Here, the emergency room physician that attended to the child testified that she observed bruising on the lateral and anterior aspects of the child's left elbow, which appeared to be consistent with being “grabbed by a thumb, a hand grip,” and that the fractures occurred at the same time and were caused by either a direct hit to the forearm or a forceful grab, pull and twist of the child's left arm.  She asserted that an accidental fall on an outstretched hand would not have caused both the radial and ulna bones to fracture at the same time and in the manners in which they did and that the possible explanations given by the child's parents were inconsistent with the child's injuries.  The child's mother testified that she noticed the swelling sometime after having left the child alone with respondent, and her estimations of time were consistent with the physician's assessment of when the child had sustained the bruises and fractures.  The mother further testified that respondent had admitted to pulling on the child's arm, and petitioner offered into evidence Facebook messages between respondent and the mother in which respondent acknowledged responsibility for the child's injuries.  The foregoing proof gave rise to the rebuttable presumption that respondent neglected the child (see Matter of Brayden UU. [Amanda UU.], 116 AD3d 1179, 1180 [2014];  Matter of Ameillia RR. [Megan SS.-Jered RR.], 112 AD3d 1083, 1084 [2013];  Matter of Izayah J. [Jose I.], 104 AD3d at 1108–1009), and, as respondent did not present any proof to rebut this presumption,2 we are satisfied that Family Court's finding of neglect is supported by a preponderance of the credible evidence (see Matter of Ashlyn Q. [Talia R.], 130 AD3d at 1167–1169;  Matter of Maddesyn K., 63 AD3d 1199, 1200–1202 [2009] ).

McCarthy, J.P., Lynch, Rose and Aarons, JJ., concur.

ORDERED that the appeal from the decision entered September 11, 2015 is dismissed, without costs.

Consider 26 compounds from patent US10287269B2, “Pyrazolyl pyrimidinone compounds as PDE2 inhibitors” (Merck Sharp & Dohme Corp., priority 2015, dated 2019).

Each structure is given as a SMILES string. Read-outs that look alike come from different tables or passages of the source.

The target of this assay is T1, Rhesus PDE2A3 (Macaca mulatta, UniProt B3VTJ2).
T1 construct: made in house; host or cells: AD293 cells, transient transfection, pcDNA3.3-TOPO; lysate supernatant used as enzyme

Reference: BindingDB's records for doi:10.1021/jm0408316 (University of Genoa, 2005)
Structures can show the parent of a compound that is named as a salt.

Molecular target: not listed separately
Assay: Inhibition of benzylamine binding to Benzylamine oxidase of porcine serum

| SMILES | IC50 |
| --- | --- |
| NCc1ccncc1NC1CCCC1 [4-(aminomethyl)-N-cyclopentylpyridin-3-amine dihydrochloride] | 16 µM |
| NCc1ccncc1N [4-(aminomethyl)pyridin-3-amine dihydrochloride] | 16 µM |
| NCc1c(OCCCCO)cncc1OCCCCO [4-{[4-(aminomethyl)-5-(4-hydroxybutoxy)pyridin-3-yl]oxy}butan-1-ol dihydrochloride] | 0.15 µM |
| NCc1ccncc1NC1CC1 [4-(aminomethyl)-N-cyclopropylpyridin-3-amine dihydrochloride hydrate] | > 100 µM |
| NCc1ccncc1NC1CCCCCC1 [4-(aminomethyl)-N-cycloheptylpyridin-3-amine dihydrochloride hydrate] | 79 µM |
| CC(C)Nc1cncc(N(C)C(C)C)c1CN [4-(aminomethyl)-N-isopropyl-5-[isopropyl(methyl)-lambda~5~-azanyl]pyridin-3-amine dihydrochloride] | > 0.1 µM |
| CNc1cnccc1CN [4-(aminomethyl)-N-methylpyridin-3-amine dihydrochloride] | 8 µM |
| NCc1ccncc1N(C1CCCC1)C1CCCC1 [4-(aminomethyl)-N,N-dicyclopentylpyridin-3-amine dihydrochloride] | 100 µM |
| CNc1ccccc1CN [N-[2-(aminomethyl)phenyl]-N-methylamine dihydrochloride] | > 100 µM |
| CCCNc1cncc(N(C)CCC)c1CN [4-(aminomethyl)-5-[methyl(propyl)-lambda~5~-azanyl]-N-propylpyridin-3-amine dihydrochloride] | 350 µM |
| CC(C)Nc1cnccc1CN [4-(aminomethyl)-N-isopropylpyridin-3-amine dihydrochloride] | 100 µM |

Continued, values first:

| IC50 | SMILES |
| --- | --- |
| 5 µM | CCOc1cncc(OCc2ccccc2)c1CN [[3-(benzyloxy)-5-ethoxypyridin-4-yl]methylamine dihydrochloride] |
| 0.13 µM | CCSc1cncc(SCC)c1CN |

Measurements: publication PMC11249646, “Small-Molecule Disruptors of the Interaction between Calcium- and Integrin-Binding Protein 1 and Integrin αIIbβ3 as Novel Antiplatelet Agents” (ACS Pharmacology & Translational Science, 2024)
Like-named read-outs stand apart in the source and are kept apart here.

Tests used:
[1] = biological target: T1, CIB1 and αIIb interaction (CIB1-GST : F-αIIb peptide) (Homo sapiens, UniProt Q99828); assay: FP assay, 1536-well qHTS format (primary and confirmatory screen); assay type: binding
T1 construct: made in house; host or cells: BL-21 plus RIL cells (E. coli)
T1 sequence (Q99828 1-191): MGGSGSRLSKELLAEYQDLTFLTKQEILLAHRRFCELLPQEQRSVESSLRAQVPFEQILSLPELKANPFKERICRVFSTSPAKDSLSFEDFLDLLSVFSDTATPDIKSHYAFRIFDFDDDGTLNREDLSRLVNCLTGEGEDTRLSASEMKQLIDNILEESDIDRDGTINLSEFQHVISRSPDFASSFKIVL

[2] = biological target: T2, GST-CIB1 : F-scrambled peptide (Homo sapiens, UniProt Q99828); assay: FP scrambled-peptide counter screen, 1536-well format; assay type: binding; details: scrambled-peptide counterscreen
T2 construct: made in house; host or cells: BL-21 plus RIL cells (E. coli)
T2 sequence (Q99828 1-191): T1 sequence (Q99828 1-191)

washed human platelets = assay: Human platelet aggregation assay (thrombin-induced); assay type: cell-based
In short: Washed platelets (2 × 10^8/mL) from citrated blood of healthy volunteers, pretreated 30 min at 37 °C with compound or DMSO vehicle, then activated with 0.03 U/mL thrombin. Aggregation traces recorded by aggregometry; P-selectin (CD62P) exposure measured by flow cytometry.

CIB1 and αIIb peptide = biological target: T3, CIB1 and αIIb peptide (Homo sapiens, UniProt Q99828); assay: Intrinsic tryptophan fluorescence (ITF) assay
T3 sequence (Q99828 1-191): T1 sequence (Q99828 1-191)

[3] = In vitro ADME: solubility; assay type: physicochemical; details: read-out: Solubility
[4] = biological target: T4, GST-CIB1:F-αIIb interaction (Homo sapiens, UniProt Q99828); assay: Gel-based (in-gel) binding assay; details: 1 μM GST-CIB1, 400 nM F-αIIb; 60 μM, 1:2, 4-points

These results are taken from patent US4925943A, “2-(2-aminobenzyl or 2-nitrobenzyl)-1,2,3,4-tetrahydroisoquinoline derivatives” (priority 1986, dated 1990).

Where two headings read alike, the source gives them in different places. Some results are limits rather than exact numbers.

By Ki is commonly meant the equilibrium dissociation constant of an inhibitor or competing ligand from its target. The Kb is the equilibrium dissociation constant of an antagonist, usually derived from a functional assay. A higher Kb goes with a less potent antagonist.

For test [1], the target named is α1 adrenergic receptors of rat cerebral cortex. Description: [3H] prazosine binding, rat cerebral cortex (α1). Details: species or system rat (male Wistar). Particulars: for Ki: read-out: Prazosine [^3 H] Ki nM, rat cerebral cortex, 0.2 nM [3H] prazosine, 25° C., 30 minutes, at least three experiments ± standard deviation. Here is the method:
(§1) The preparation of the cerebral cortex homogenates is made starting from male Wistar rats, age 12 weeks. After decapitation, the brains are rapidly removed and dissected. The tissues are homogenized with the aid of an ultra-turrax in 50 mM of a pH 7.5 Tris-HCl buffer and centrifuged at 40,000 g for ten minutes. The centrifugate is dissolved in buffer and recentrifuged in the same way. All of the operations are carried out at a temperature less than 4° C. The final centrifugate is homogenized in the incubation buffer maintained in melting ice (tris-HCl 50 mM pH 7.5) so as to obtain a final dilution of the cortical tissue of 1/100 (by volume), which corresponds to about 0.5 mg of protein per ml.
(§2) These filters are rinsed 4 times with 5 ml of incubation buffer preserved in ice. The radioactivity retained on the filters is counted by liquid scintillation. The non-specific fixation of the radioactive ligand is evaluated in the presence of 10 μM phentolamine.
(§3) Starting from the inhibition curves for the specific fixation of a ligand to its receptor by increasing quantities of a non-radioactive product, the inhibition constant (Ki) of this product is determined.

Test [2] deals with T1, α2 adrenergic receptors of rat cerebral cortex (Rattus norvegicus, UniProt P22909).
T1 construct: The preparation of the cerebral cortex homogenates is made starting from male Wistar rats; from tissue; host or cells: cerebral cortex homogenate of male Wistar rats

ORDERED that the order entered November 6, 2015 is affirmed, without costs.

ENTER:

Robert D. Mayberger

Clerk of the Court

FOOTNOTES

FN1. Inasmuch as an appeal does not lie from a decision of the court (see Family Ct Act § 1112[a];  Matter of Jesse XX. [Marilyn ZZ.], 69 AD3d 1240, 1242 n [2010];  see also CPLR 5512[a];  Family Ct Act § 165), respondent's appeal from the decision entered September 11, 2015 must be dismissed..  FN1. Inasmuch as an appeal does not lie from a decision of the court (see Family Ct Act § 1112[a];  Matter of Jesse XX. [Marilyn ZZ.], 69 AD3d 1240, 1242 n [2010];  see also CPLR 5512[a];  Family Ct Act § 165), respondent's appeal from the decision entered September 11, 2015 must be dismissed.

FN2. We also note that, given respondent's choice not to testify at the fact-finding hearing, Family Court permissibly drew the strongest possible negative inference against him (see Matter of Alexander Z. [Melissa Z.], 129 AD3d 1160, 1163–1164 [2015], lv denied 25 NY3d 914 [2015];  Matter of Heaven H. [Linda H.], 121 AD3d 1199, 1201 [2014] )..  FN2. We also note that, given respondent's choice not to testify at the fact-finding hearing, Family Court permissibly drew the strongest possible negative inference against him (see Matter of Alexander Z. [Melissa Z.], 129 AD3d 1160, 1163–1164 [2015], lv denied 25 NY3d 914 [2015];  Matter of Heaven H. [Linda H.], 121 AD3d 1199, 1201 [2014] ).